The UK lender, which is 43% state-owned, will pay $3.6 billion over 15 years to bolster its balance sheet and avoid handing the government full control
By Bryan Keogh and John Glover
(Bloomberg) — Lloyds Banking Group Plc, (LLOY) the U.K. mortgage lender bailed out by the government, agreed to pay at least $3.6 billion over 15 years to raise $2 billion in capital.
The bank sold hybrid Tier 1 securities on Dec. 15 that cost 12 percent, or $240 million a year in interest, until 2024, according to data compiled by Bloomberg. That's a higher interest rate than bicycle-rack maker TriMas Corp. paid to sell senior notes, which Moody's Investors Service rates Caa1, seven steps below investment grade.
Lloyds, which is 43 percent state-owned, is paying up for the new capital after it raised about 23 billion pounds ($37 billion) in debt and equity since the beginning of November to bolster its balance sheet and avoid handing majority control to the government. The lender posted a first-half loss of 3.1 billion pounds because of writedowns on corporate and real estate loans.
"It's expensive, especially for a bank that's struggling in terms of earnings," said Simon Adamson, a senior credit analyst at CreditSights Inc. in London. "Lloyds is supposedly in a better position than it was a few months ago, but this may well be the price they have to pay to borrow."
Credit Agricole SA, France's third-largest bank by market value, is paying 8.375 percent on $1 billion of perpetual subordinated hybrid notes it sold on Oct. 5, Bloomberg data show. The notes, to which Moody's gave its fourth-highest rating of Aa3, switch to a floating rate of 698 basis points more than the London interbank offered rate if not redeemed in 2019.
Tier 1 capital is used to cushion senior lenders and depositors against losses. Lloyds set aside 13.4 billion pounds for bad debts on Aug. 5, more than the 11.3 billion-pound estimate of eight analysts surveyed by Bloomberg. Provisions will drop "significantly" in the second half, the lender said.
Lloyd's perpetual hybrid securities, which Moody's rates Ba1, or one step below investment grade, can be redeemed in 2024. If that call date isn't met, the securities will float at 11.76 percentage points more than the three-month Libor, which is currently 0.25 percent.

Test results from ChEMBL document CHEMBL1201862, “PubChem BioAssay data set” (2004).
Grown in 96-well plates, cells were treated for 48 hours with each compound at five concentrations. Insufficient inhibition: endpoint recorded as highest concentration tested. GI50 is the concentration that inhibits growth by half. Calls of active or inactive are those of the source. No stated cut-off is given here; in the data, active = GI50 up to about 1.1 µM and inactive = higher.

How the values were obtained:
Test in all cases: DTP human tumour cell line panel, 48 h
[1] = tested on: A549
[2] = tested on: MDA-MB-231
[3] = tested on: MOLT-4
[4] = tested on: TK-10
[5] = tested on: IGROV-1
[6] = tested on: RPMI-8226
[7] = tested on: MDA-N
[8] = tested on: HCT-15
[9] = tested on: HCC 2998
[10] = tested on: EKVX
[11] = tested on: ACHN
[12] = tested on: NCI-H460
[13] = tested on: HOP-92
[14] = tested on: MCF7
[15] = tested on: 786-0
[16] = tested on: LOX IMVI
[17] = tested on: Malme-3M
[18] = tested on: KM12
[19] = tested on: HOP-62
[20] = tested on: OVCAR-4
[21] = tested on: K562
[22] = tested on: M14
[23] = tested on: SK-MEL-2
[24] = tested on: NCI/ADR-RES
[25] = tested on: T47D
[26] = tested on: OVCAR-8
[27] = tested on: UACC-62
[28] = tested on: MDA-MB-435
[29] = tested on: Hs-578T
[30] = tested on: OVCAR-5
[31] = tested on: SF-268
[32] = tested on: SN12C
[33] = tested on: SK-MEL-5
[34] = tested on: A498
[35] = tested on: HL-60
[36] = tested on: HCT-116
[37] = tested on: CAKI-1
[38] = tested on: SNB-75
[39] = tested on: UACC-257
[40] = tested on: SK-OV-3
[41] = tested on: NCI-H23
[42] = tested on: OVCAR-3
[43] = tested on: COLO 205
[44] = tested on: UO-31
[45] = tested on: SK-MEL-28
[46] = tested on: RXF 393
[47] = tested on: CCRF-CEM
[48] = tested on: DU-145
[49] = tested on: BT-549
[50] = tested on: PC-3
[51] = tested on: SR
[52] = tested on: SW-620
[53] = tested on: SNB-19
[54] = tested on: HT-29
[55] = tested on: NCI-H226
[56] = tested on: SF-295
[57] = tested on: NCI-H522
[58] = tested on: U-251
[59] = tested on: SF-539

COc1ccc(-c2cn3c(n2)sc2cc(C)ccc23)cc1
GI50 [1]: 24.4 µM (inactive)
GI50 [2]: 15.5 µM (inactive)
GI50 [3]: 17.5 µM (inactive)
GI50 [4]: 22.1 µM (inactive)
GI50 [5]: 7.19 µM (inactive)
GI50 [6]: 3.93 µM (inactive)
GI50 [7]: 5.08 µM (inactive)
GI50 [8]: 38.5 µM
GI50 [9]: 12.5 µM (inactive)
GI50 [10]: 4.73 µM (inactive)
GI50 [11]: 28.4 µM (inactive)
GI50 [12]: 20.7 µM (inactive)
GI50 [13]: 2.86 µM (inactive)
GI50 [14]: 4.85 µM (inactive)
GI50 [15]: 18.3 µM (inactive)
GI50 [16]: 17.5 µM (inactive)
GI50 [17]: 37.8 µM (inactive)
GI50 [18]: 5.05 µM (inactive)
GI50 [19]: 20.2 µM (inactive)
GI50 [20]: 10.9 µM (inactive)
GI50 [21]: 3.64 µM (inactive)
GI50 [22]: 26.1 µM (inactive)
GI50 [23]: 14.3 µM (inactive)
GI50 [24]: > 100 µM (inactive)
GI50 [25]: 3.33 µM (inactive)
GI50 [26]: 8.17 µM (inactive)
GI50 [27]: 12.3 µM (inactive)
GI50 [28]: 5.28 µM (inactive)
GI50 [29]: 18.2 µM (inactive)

A "large U.S. bond manager" purchased the securities in a private placement, according to Joe Dickerson, an analyst at broker Execution Ltd. in London. The deal was the result of a so-called reverse inquiry, in which the buyer approaches the seller, Lloyds spokeswoman Sara Evans in London said in a statement.
"We are delighted with the outcome and the capital flexibility that this sort of transaction gives us," Evans said. "We were in a position to react quickly and execute a transaction with 24 hours."
The Basel Committee on Banking Supervision last week published recommendations on bank capital that would rule out banks using hybrid securities as capital and asked them to stop issuance. Lloyds agreed to the sale a day earlier.
"It's hardly clever to follow a 13.5 billion-pound rights issue with a $2 billion Tier 1 capital offering carrying a 12 percent coupon," Dickerson wrote in a report. "The ramifications for both the capital position of the bank and the cost of capital are negative."
The coupon rate on the Lloyds notes is the market price that must be paid for "deeply subordinated paper," he wrote.
TriMas, the Bloomfield Hills, Michigan-based maker of trailer hitches and bicycle racks, raised $250 million on Dec. 17 selling eight-year 9.75 percent notes that yielded 10.13 percent, Bloomberg data show. The company posted about $419 million of losses over the past three years.
Moody's defines securities rated in the Caa category as being "of poor standing and subject to very high credit risk."
Lloyds rose 0.88 percent to 49.68 pence at 10:54 a.m. in London trading.
To contact the reporters on this story: Bryan Keogh in London at email@example.com; John Glover in London at firstname.lastname@example.org.